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  • 2023 January 27

    Benefits of old age: world’s fleet is getting older but more expensive

    Average age of the world’s merchant fleet has increased by 10% over the recent decade largely due to the environmental agenda. Meanwhile, it makes investments in five year old tonnage more profitable, hence certain opportunities for Russian ship owners.

    Average age of the world’s merchant fleet has increased by 10% over the recent decade, according to the UNCTAD report. By number of ships, the current average age is 21.9 years, up from 19.9 years in the end of 2012.

    According to the report, ships are getting older partly due to shipowners’ uncertainty about future technological developments and the most cost-efficient fuels, as well as about changing regulations and carbon prices.

    “The world needs a new generation of ships that can use the most cost-efficient fuels and integrate seamlessly with smart digital systems. But shipbuilding volumes remain low. The global commercial fleet grew by less than 3% in 2021 – the second lowest rate since 2005,” reads the report.

    Indeed, the stake on decarbonization which has no clear solution yet and therefore leads to a delay of investments in new ships entails a quite unexpected aspect: the popularity of recycled steel is growing, as its production has a lower carbon footprint. This, in its turn, raises the cost of a relatively young fleet and the profitability of ship recycling.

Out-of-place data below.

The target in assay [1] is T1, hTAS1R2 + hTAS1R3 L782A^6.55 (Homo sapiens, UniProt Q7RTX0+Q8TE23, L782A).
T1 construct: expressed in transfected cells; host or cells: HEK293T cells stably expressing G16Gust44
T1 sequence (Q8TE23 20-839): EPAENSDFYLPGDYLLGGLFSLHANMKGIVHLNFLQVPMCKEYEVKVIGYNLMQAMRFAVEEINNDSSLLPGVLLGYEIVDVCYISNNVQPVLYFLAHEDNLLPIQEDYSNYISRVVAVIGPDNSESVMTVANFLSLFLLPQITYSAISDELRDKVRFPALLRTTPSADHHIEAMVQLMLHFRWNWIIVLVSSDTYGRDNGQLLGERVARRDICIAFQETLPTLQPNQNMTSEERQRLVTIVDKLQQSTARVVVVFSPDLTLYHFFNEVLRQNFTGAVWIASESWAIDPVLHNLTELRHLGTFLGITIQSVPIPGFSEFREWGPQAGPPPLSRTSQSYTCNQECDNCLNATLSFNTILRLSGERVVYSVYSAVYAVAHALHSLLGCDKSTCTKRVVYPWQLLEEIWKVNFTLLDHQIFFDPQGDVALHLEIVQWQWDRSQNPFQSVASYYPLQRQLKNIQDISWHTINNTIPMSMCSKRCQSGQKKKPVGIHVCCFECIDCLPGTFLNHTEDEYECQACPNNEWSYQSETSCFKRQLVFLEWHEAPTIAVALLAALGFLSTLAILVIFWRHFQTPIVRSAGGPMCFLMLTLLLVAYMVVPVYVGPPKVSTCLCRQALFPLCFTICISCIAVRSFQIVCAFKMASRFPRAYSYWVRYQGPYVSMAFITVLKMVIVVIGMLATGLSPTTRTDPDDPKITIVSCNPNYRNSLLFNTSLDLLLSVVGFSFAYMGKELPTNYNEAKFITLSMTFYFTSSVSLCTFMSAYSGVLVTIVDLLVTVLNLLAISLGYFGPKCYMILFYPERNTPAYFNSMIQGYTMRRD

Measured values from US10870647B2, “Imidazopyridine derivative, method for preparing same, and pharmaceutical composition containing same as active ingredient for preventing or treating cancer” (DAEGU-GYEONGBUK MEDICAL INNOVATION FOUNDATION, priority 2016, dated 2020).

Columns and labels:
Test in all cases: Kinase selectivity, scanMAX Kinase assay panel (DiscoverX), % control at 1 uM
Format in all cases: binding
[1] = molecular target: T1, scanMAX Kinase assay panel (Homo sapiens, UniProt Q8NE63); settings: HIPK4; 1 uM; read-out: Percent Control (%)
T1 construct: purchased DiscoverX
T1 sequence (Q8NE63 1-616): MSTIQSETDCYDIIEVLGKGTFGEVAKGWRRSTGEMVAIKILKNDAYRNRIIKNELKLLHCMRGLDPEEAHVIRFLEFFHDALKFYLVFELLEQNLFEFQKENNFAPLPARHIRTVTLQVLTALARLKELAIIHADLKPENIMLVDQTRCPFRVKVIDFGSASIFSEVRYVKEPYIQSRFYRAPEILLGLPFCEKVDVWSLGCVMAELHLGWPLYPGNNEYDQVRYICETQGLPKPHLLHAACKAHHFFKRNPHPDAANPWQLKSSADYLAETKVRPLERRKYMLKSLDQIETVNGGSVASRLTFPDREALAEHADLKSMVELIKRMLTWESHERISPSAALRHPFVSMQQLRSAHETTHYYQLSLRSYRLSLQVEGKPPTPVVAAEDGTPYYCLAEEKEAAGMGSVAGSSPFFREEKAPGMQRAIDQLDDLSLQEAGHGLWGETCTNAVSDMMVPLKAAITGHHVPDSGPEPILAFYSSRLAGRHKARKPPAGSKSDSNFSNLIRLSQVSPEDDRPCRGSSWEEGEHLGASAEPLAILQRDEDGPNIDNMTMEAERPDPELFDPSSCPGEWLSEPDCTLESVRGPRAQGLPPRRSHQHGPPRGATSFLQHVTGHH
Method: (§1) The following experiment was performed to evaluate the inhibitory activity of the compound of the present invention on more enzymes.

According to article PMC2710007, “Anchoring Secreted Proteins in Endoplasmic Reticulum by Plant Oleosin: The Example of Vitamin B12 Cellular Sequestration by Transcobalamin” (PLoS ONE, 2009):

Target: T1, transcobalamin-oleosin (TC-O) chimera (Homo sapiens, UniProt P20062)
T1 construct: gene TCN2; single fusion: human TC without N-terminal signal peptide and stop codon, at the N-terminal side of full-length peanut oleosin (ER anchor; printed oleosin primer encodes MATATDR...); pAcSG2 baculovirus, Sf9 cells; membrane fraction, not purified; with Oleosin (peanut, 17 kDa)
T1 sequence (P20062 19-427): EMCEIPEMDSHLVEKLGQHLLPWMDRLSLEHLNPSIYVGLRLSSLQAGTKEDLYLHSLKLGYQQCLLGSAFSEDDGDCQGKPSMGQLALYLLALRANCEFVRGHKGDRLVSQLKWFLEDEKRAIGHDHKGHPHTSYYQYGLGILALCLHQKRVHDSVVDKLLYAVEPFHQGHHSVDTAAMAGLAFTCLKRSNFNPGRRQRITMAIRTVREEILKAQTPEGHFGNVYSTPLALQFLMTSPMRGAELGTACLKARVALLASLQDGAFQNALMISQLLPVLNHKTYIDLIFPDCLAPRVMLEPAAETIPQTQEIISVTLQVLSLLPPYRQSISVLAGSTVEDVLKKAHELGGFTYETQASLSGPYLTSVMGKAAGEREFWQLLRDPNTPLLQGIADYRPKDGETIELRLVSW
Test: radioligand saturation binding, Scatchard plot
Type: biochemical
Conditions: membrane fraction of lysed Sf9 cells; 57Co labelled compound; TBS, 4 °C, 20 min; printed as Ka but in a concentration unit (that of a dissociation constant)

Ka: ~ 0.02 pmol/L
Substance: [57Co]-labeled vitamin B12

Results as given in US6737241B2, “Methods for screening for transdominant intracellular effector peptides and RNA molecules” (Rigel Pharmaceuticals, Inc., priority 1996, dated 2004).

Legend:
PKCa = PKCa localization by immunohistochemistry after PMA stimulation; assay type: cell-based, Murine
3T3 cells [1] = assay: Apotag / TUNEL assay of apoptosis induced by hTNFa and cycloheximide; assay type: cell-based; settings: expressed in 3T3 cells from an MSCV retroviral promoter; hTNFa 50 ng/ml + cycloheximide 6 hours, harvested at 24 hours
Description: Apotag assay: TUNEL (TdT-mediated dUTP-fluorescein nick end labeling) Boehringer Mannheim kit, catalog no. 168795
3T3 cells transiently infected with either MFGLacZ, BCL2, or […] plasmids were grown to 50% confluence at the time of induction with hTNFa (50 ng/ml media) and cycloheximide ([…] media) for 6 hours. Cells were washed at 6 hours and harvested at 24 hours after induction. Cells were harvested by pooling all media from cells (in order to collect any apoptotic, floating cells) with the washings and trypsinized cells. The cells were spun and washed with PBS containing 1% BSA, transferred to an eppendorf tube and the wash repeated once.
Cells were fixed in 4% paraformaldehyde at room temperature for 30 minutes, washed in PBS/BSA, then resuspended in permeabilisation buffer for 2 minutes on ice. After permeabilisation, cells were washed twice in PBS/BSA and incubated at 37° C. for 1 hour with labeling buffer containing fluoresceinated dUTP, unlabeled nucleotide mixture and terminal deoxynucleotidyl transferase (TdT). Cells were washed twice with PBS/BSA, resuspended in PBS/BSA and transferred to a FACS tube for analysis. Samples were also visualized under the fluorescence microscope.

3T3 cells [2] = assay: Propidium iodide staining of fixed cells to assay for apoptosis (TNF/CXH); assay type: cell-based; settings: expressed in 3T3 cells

Baltic Exchange has recently issued the analysis of the dry bulk carrier values undertaken by consultancy Zuoz Industrial looking at the potential impact of longer-term higher ship recycling values on five year old tonnage.

    Although down 20% since its April 2022 high, the price of lightweight steel is about $520/ldt and more than double the historic average since 2009.

    “Should the current multi-year higher cycle value turn out to be a fundamental risk trend supported by some of the evolving demand factors, the fundamental risk of investing middle aged dry bulk tonnage, particularly in softer freight markets, will have decreased,” says report author Urs Dür.

    How can it help Russia? Actually, the country has virtually no fleet of large-capacity bulk carriers. But it is necessary for the export of coal, ore, mineral fertilizers, and other bulk cargoes. In the current geopolitical conditions, dependence on foreign carriers threatens with dismal consequences. At the same time, Russian shipbuilding does not have facilities with a capacity sufficient for serial production of large bulk carriers. In this respect, the growing profitability of investments in used, but rather young bulk carriers plays into the hands.

    According to Ivan Blagodatskikh, representative of TransFin-M, who spoke at the Maritime Congress in Moscow, Russia needs a fleet of bulkers with a total deadweight of 70 million tonnes to ensure its transport independence in the segment. With Panamax bulkers the figure is huge – over 1,000 units! The only way to create such a fleet is to purchase ships in the secondary market.

    In this context, it should also be noted that the global market of bulk cargo transportation is quite stable as compared with the tanker and container segments. Thus, the Baltic Dry index rose at the end of 2022 and remains at about 1,400 points, an increase freight rates is observed in the segment of Capesize bulk carriers, but freight rates for bulk carriers of other sizes (which are in higher demand in Russia) remain stable. This suggests that we cannot expect any price volatility in the secondary market of bulk carriers in the near future, hence higher predictability of investments in the purchase of such ships.

    Anyway, it will be difficult to succeed without state support just like in the case of container fleet, since the purchase of large ships requires essential capital expenditures.

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Vitaliy Chernov